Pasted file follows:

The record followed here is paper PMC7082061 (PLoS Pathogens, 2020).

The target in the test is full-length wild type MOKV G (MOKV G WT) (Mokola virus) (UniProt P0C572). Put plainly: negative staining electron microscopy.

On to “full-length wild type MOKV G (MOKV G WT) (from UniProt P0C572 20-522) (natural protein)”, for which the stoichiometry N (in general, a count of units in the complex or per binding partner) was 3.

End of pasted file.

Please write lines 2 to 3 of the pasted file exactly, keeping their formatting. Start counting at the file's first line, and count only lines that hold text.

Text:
The target in the test is full-length wild type MOKV G (MOKV G WT) (Mokola virus) (UniProt P0C572). Put plainly: negative staining electron microscopy.

On to “full-length wild type MOKV G (MOKV G WT) (from UniProt P0C572 20-522) (natural protein)”, for which the stoichiometry N (in general, a count of units in the complex or per binding partner) was 3.